Production part of larger symposium on gender violence in war
The Bosnian genocide will be explored on stage at the University of Ottawa in a visceral production of Cheers to Sarajevo that immerses the viewer in the front lines of ethnic conflict.
Cheers to Sarajevo, created in 2014 by playwright Aimeé Mica Mtuli, tells the story of a South African photojournalist who travels to Yugoslavia to photograph the conflict taking place there. What begins as a “safari of other people’s pain and suffering,” as Mtuli put it, turns into the photojournalist intensely following the illegal romance of two people separated by ethnic tension and nationalism.
“We follow the story of a Serbian man, Alexander, and a Muslim woman, Mirela, who have been in a relationship for years and years, despite their ethnic differences,” Mtuli said. “But now, all of a sudden, they have to decide what side of the fence they’re on. We just see how nationalism slowly splits this beautiful relationship apart.”
Although Mtuli is not Bosnian, she spent two years on exchange in Serbia where she lived with a Bosnian Muslim woman. Although she was young when she visited, the story of Yugoslavia later resonated with her own family history of trauma—her father’s parents were Holocaust survivors, her mother’s parents are refugees from Yemen, and she grew up in Israel.
“The best way to heal myself and to tell these people’s stories is through theatre,” Mtuli said.
The photojournalist was added because Mtuli knows a South African photojournalist who spent time in the Balkan conflict. She thought it would be an interesting angle to give the story.
“Telling a story through the eyes of the media just seemed very important to me,” she explained.
The writing process wasn’t easy either, considering that one hour, Mtuli would be sitting with a war criminal who would be indicted for war crimes if his identity was revealed, and then the next hour would be spent with the victims of sexual violence and rape warfare.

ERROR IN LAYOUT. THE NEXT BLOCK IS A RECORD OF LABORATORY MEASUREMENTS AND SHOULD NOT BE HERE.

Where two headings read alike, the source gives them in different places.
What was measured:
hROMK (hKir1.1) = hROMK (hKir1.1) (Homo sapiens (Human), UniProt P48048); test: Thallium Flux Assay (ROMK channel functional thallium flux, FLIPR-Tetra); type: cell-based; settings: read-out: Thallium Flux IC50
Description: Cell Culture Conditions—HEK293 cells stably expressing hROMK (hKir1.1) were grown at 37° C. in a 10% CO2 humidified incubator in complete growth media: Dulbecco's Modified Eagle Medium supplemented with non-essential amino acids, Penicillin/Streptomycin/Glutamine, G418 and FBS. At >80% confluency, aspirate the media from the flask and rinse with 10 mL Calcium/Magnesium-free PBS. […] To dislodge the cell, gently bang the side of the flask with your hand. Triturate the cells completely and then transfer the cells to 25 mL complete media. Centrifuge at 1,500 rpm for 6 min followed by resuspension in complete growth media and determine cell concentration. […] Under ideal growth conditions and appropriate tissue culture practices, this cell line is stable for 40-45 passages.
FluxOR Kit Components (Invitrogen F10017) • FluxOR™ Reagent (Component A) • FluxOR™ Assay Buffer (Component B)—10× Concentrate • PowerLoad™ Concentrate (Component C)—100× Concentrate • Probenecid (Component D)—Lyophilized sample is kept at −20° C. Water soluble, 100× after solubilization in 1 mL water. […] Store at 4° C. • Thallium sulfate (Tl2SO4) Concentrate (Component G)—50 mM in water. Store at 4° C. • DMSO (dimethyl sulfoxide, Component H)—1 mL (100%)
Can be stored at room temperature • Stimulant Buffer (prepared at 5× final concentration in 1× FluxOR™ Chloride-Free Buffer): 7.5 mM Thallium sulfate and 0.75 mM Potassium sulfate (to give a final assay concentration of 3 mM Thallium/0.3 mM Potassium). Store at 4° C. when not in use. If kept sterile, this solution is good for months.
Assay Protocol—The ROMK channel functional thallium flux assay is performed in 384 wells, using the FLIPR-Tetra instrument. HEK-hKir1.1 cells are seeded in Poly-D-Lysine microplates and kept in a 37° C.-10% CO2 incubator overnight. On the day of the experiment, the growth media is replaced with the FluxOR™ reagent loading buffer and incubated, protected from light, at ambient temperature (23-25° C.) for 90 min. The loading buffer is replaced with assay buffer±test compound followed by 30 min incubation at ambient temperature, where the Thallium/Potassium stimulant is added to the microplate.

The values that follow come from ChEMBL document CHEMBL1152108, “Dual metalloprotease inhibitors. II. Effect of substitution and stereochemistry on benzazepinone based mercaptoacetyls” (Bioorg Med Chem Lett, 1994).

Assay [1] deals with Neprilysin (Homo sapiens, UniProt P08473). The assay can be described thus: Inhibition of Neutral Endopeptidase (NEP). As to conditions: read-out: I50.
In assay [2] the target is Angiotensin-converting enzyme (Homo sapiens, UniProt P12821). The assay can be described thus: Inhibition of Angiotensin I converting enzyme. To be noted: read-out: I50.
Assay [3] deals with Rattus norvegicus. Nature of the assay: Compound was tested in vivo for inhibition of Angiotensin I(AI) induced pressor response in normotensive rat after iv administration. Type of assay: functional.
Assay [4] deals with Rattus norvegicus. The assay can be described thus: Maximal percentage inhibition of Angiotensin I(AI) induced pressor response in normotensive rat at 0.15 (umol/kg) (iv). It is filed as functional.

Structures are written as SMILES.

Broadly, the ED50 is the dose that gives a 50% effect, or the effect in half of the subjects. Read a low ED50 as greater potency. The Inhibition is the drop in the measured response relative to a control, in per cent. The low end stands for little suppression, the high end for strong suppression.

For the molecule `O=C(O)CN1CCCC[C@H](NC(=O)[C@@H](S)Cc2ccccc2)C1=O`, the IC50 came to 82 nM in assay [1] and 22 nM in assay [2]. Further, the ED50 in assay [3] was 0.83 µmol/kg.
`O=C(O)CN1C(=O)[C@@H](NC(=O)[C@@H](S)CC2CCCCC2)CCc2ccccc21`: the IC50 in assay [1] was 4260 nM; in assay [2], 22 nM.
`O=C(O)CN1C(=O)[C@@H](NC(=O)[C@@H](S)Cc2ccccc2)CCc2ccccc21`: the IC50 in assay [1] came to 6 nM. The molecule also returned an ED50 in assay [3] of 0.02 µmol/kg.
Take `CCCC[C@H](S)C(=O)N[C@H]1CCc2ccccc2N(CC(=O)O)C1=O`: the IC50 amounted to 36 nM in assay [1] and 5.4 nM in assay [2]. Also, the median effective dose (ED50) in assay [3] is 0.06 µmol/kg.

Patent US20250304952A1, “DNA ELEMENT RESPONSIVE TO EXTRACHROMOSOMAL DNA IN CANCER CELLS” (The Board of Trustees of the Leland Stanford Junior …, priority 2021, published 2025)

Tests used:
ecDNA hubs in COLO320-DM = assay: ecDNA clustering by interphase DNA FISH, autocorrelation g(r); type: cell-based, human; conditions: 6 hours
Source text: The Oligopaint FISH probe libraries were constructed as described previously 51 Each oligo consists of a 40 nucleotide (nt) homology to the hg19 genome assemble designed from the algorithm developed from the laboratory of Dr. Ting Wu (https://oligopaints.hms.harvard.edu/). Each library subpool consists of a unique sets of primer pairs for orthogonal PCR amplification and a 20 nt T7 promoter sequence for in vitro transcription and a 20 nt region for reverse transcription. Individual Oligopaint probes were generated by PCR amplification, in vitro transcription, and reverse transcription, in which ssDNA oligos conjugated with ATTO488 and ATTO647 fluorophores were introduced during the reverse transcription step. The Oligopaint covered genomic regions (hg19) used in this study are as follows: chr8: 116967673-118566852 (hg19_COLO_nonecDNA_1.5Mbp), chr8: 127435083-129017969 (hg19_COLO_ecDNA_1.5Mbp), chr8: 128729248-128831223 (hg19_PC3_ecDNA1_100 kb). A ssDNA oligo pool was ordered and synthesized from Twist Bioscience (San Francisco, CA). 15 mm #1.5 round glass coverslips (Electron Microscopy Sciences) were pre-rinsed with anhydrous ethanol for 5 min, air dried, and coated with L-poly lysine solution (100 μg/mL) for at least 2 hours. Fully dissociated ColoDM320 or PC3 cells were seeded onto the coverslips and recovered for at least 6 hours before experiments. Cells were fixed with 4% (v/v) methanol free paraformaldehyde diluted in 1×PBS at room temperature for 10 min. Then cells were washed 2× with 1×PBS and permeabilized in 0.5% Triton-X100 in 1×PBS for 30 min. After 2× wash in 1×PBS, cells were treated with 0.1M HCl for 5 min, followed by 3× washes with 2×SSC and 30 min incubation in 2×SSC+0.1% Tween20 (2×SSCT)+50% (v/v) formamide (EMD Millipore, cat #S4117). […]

“We went on quite a journey of research, speaking to former war criminals … we spoke to one or two women who had been in a rape camp somewhere in Bosnia, and we spoke to snipers,” Mtuli said. “We tried to get a full picture of what happened there.”
It was also difficult to get the actors into the right mindset, since none of them had grown up in a war zone.
The play has been performed a few times worldwide, but this is its first production in North America. Mtuli—who is also the lead actress—was invited to perform the piece on the opening night of the upcoming 21st Century Reflections on Sexual Violence in Wars, its Transgenerational and Transnational Impact symposium, hosted by the U of O’s Central and Eastern European Studies Research Group and the Studies in Migration Research Group.
“They were having a conference there anyways, about rape warfare and gender-based violence, and Cheers to Sarajevo is completely so topical to that. It just seemed like a very fitting environment to do Cheers in,” Mtuli explained.
The conference will also feature films from Bosnia-Herzegovina and panels on gender violence in WWII and the Balkan conflict, and the effects across generations.
The production will also be done in memory of Anne Marie du Preez Bezdrov, a South African who worked in Bosnia during the conflict, who was killed two years ago in a car accident.
Cheers to Sarajevo premieres Tuesday, March 13 at 7:30 p.m. at Academic Hall with a pay-what-you-can admission.